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A dose of the best medicine


Veterinarians and team members alike can cure work woes with laughter.

Economy got you down? Three client conversations in a row go sour? Had a blind date with someone half your age? Well, my friends, you've come to the right place. I can cure most of your workplace—and maybe dating—ills simply by making you laugh.

Craig Woloshyn

What? You want me to prove it? OK, I will. But you must promise that when I do, you'll start promoting humor in your clinic. Follow my advice and soon you'll improve your outlook on life and even your ability to do your job well. Here we go.

Use only as directed

In today's politically correct world, you may be wary of jesting with co-workers. Remember, even though lawyers have tried to outlaw humor, they haven't succeeded. Of course, your humor should always be good-natured. You'll be fine as long as you stay away from politics and religion and don't make jokes at other people's expense. Except for lawyers. They don't have feelings, just bank accounts. (Please don't bother to e-mail if you're married to one.)

If your clients are jokers, include them in the good time—within reason. You probably shouldn't use the same humor in the front office as in the back, but lighten up with pet owners when you can. Here are a few icebreakers to get you started.

Penicillin is the wonder drug. When a doctor wonders what you have, that's what you get.

Don't worry. The doctor has seen an operation exactly like this on TV.

Miracle drug: Anything cats will take without puking.

I quit taking tranquilizers. I was starting to be nice to my in-laws.

Diet tranquilizers: You don't lose weight, but, then again, you really don't care.

The technician who grins when things go wrong is probably going off duty.

A laugh a day

As with many things, fun starts at the top. Help your boss set a comedic mood—or at least keep her disdain to herself—by pointing out the benefits of laughter. Afraid to approach your dour boss? Secretly slip this article under her windshield wipers or post it in the restroom.

If she doesn't take the hint or is still skeptical that it's good to laugh at work, send her to the Association for Applied and Therapeutic Humor's Web site, aath.org. Founded by nurses, the group advocates that every practice needs a healthy dose of humor to operate at its best. Another hilarious site to visit is the World Humor Organization's at chickenlips.com—need I say more?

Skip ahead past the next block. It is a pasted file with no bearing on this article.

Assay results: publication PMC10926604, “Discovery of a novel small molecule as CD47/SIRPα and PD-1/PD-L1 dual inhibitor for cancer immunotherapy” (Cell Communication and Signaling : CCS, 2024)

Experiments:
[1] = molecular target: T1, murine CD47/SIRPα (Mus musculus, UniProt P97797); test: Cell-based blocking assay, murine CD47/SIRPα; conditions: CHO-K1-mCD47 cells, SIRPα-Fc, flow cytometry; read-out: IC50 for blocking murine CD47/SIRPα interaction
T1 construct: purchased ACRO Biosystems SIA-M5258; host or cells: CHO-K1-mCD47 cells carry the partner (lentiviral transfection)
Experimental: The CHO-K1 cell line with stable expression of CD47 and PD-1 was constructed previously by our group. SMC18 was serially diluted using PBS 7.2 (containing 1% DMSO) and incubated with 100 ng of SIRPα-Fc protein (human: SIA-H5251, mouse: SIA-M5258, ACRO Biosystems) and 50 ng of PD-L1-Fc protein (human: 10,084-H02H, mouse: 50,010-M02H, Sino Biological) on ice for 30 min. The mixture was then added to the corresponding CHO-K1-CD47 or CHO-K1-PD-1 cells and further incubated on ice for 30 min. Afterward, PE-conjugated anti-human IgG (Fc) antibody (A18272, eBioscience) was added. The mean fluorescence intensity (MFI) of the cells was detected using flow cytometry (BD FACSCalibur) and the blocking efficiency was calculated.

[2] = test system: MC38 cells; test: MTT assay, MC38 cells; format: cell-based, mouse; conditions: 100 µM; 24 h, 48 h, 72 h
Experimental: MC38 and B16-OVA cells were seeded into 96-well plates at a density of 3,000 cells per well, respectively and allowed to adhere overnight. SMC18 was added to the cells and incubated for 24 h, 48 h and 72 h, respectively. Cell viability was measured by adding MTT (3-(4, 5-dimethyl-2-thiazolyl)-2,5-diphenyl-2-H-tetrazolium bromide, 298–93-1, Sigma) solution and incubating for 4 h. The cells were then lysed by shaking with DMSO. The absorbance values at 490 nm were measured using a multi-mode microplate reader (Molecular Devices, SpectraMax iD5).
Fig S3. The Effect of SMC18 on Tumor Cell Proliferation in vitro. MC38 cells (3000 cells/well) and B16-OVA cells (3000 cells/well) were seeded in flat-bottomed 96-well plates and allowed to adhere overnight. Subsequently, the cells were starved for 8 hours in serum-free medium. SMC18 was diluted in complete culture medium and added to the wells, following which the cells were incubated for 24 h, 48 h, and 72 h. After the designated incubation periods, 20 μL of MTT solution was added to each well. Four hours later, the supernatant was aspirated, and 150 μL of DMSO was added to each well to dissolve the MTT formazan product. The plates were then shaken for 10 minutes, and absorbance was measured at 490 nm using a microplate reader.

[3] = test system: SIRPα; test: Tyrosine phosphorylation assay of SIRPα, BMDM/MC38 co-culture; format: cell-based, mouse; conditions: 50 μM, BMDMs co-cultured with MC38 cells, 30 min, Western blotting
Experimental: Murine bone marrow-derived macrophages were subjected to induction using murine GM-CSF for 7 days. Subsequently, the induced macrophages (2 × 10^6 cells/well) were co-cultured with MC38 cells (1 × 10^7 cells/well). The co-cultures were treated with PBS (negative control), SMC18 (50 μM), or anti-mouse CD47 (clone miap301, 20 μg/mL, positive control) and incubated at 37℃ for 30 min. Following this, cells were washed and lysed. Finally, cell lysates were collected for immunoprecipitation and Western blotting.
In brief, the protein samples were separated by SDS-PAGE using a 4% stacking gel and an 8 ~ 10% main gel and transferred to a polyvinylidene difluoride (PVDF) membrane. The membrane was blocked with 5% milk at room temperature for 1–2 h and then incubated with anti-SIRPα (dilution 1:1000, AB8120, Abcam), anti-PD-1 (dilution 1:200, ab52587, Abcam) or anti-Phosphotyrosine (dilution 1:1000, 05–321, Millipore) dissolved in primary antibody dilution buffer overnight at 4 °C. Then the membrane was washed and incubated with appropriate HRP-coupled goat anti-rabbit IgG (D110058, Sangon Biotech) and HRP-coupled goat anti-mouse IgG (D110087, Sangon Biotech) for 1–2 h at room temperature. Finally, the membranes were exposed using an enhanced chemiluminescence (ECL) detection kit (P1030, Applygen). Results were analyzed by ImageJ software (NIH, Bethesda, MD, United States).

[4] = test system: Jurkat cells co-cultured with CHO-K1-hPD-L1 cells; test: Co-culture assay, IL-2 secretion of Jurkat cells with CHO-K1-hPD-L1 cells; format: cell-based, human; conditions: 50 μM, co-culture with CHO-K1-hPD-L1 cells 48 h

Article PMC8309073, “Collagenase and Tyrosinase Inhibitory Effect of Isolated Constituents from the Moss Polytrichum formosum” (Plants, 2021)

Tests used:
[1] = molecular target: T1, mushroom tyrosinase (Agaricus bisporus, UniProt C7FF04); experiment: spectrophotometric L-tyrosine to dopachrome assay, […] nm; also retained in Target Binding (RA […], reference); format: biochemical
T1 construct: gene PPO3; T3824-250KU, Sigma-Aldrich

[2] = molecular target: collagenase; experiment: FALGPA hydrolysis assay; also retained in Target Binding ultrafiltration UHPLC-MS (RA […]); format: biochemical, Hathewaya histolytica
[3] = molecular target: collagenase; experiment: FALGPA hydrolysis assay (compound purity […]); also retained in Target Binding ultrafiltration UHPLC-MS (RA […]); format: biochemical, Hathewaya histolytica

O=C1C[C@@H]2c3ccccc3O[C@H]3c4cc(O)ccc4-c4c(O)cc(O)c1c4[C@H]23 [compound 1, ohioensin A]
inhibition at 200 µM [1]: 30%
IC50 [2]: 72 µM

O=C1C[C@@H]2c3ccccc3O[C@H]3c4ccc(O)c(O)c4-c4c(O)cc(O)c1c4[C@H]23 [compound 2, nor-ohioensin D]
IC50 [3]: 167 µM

If your boss continues to live in chuckle denial, don't be discouraged. You can still spread your infectious laughter throughout the practice. Remember, behavioral science tells us that you are how you act. So act happy, and see how contagious it is. Make a face. Crack a joke. Put a fake dog stool on the donut plate. Do whatever it takes to start the day off with a snort. And if all you get is a frown, just honk your nose and return to your task. But, for now, here are a few more ideas to get you giggling.

Put up a Funny Bone Board with witty jokes, silly rhymes, and hilarious photos.

Name the office equipment, and talk to it.

Keep bubbles, coloring books, crayons, and other toys on hand for stressed staff members to play with.

Photocopy your hand and write on the print out: "Need a pat on the back? Stand here." Tack the sign on a wall where everyone can lean against it.

Assign snazzy staff titles like Geriatric Client Care Coordinator, Computer Systems Commander, or the revered Queen of the Universe.

Bring props to every meeting: Funny hats, magic wands, Silly Putty, lollipops, ice cream, oversized pens, and so on.

Each week, appoint a new team member to be the clinic jester and keep everyone in high spirits.

Laugh at yourself. Self-depreciation is an effective source of humor that should be used more often.

We've had some fun, and I hope you've gleaned a few tips for bringing laughter into your practice. If nothing else, I hope you've learned to be serious about your work, not serious at it. Oh, and I'm really sorry if I've inadvertently offended anyone—except lawyers.

Dr. Craig Woloshyn is a Veterinary Economics Editorial Advisory Board member and owner of Sun Dog Veterinary Consulting in Custer, S.D. Send jokes, questions, and comments to firstline@advanstar.com

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